The Volokh Conspiracy
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Is It "Abuse of Corpse" to Have Sex on Mattress That Partly Covers Your Ex-Girlfriend's Dead Body?
One might have hoped this question would never have come up .... [UPDATE: Commenter QuantumBoxCat adds, "Worst threesome ever."]
From Wednesday's opinion in State v. Howard, by Judge Robyn Aoyagi:
In March 2019, N died of an accidental drug overdose in the bedroom of her apartment. At the time of her death, N was dating defendant, and he was living in the apartment. Another woman, S, was also staying there temporarily. Defendant became sexually involved with S before N's death.
One morning, defendant discovered that N had died. Her body was on the bedroom floor between the bed and the wall. There is no contention that defendant played any role in N's death or that he moved her body.
Defendant concealed N's body, however, to delay the discovery of her death. He piled a large quantity of clothing on top of and around the body and placed four empty storage totes upside down on top of the clothing. He then rotated the bed's queensized mattress 90 degrees relative to the box spring, so that one end was lying atop the storage totes and somewhat raised.
When N's family was unable to reach her for two days, a group of relatives and friends came to the apartment to confront defendant as to N's whereabouts. That led to the police searching the apartment and finding N's body. The police had to move the mattress, the storage totes, and the clothing to find N's body.
During a police interview, defendant admitted that he found N dead and concealed her body. He also admitted to having sex with S on the bed after N's death. Defendant was charged with two counts of second-degree abuse of corpse, ORS 166.085 ….
Unfortunately, "Defendant was convicted of violating ORS 166.085(1)(a) in a trial in which everyone—the parties, the trial court, and the jury—misunderstood what the state needed to prove for defendant to be found guilty." Because of this, and presumably because of how the case was litigated on appeal, the court doesn't decide whether defendant's actions actually violated the law. ("It is debatable whether, correctly construed, ORS 166.085(1)(a) actually prohibits such conduct, i.e., whether concealing a corpse with such items is a form of physical mistreatment that meets the statutory definition of 'abuse' in ORS 166.075(2)." "It is possible that ORS 166.085(1)(a), correctly construed, did not actually prohibit defendant's conduct.") If you're curious, here are the relevant statutory provisions, as quoted by the court:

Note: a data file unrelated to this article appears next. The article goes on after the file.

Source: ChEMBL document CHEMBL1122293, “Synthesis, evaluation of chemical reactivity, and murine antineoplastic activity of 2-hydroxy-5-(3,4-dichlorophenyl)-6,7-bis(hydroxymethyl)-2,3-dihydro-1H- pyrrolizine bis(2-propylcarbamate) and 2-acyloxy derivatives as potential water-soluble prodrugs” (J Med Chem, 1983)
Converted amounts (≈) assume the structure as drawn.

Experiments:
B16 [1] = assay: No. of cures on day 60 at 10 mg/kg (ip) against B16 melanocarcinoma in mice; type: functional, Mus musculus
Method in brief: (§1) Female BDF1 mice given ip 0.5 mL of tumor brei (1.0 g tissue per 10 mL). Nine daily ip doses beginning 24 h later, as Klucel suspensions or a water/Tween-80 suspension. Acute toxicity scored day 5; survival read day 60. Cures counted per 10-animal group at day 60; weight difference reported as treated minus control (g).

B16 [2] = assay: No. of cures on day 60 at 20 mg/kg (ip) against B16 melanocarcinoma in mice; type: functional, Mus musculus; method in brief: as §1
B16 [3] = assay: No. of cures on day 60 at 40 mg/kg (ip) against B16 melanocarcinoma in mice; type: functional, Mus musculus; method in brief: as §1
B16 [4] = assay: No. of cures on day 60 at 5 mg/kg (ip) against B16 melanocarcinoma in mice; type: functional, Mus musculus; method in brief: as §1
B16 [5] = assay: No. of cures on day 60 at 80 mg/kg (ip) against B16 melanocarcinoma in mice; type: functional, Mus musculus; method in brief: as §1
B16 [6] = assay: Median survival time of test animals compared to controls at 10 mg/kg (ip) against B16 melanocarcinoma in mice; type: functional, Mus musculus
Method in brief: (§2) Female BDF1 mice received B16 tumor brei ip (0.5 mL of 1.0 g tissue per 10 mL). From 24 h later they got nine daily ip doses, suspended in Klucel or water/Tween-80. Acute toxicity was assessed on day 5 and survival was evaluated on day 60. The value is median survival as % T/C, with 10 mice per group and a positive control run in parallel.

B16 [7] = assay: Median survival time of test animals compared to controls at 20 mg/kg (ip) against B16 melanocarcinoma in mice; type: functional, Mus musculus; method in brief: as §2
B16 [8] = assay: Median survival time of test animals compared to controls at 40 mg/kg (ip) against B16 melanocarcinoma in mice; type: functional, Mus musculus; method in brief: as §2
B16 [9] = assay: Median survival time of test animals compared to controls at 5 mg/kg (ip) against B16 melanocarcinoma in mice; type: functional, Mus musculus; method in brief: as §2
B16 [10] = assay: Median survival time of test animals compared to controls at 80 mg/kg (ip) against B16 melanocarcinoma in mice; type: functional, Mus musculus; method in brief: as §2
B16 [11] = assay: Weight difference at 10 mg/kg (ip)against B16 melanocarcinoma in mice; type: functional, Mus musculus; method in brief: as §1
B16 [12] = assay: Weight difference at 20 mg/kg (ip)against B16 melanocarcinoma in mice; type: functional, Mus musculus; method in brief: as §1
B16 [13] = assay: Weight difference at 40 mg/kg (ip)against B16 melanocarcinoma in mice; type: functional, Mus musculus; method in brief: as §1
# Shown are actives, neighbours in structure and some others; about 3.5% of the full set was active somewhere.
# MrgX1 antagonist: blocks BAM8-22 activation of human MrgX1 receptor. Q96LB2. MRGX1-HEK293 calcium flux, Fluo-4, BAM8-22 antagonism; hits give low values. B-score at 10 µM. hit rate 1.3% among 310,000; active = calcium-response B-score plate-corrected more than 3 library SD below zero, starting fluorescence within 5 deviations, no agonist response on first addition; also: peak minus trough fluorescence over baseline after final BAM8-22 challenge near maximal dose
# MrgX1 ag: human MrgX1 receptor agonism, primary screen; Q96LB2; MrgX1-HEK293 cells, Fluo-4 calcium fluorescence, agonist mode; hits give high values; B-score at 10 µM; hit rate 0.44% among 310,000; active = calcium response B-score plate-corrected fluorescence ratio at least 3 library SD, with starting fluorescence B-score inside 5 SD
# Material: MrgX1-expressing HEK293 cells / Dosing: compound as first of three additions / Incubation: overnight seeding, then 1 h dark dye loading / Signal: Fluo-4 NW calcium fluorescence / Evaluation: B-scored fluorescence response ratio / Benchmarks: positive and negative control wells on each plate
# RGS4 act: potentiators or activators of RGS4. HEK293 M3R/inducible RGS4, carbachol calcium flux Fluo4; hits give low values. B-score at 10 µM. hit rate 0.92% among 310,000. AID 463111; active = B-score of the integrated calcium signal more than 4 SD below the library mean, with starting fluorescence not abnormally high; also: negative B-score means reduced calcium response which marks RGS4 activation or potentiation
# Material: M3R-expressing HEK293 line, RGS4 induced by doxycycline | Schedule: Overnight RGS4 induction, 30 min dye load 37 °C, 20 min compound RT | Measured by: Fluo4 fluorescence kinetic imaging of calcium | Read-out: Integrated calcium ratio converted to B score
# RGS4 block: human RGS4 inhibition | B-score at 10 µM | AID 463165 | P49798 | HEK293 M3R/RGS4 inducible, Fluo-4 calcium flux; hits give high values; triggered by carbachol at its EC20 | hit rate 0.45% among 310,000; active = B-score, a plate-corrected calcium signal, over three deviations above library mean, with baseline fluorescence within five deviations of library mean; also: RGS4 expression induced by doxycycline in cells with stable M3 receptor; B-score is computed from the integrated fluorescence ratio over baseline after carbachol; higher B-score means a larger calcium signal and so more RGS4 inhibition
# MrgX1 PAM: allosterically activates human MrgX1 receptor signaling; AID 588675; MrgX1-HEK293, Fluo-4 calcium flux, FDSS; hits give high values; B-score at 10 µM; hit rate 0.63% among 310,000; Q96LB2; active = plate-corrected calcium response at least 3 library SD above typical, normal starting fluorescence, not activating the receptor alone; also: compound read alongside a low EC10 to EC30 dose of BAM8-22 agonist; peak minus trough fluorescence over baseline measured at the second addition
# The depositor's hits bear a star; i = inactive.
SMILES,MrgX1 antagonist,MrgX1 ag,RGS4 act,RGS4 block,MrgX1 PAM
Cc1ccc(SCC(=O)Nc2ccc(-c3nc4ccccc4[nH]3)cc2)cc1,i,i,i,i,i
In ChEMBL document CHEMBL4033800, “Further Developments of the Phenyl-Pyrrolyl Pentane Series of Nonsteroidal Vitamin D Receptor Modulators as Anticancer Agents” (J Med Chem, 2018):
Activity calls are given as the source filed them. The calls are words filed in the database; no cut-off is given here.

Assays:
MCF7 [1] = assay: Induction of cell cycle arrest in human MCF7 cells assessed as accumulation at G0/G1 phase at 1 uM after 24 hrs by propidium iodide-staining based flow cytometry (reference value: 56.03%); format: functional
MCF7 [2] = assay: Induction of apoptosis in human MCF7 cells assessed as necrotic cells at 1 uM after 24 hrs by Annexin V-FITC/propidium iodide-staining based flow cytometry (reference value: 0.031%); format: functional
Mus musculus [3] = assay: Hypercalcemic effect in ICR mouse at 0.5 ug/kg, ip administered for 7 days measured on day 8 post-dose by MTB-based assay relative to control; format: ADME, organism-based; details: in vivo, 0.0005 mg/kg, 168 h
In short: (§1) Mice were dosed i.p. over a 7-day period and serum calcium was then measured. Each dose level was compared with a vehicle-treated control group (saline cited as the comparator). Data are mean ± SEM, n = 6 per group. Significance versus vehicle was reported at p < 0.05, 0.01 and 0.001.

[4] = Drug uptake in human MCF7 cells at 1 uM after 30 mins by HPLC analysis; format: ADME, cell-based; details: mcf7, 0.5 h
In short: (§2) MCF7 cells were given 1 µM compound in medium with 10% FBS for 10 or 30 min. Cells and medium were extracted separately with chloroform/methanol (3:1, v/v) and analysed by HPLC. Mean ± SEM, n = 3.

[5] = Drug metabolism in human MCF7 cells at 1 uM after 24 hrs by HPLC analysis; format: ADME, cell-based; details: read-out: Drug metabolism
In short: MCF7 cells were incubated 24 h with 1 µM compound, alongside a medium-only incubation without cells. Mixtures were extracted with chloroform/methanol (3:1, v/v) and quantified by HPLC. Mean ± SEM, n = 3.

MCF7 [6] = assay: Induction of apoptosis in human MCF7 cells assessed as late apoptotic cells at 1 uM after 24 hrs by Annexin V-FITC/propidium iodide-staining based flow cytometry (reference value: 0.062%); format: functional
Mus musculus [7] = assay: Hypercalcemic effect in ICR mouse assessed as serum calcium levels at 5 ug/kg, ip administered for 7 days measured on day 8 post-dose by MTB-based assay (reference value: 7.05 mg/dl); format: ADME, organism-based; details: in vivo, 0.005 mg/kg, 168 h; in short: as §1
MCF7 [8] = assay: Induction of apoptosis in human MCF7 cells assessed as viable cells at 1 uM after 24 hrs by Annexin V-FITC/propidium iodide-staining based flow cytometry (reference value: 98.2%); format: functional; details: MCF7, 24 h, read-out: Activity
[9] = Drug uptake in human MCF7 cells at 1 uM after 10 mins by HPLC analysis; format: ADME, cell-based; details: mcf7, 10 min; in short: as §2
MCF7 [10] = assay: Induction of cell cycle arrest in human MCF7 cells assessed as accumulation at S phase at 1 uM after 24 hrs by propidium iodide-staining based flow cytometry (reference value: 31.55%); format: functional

Regarding first-degree abuse of corpse, ORS 166.087 provides:
"(1) A person commits the crime of abuse of corpse in the first degree if the person:
"(a) Engages in sexual activity with a corpse or involving a corpse; or
"(b) Dismembers, mutilates, cuts or strikes a corpse.
"(2) Abuse of corpse in the first degree is a Class B felony."
Regarding second-degree abuse of corpse, ORS 166.085 provides:
"(1) A person commits the crime of abuse of corpse in the second degree if, except as otherwise authorized by law, the person intentionally:
"(a) Abuses a corpse; or
"(b) Disinters, removes or carries away a corpse.
"(2) Abuse of corpse in the second degree is a Class C felony.
"(3) As used in this section and ORS 166.087, 'abuse of corpse' includes treatment of a corpse by any person in a manner not recognized by generally accepted standards of the community or treatment by a professional person in a manner not generally accepted as suitable practice by other members of the profession, as may be defined by rules applicable to the profession." …
[T]he verb "abuse" in ORS 166.085(1)(a) is actually defined in a separate but related statute, ORS 166.075, that creates the crime of abuse of venerated objects. ORS 166.075(2) provides:
"As used in this section and ORS 166.085, 'abuse' means to deface, damage, defile or otherwise physically mistreat in a manner likely to outrage public sensibilities."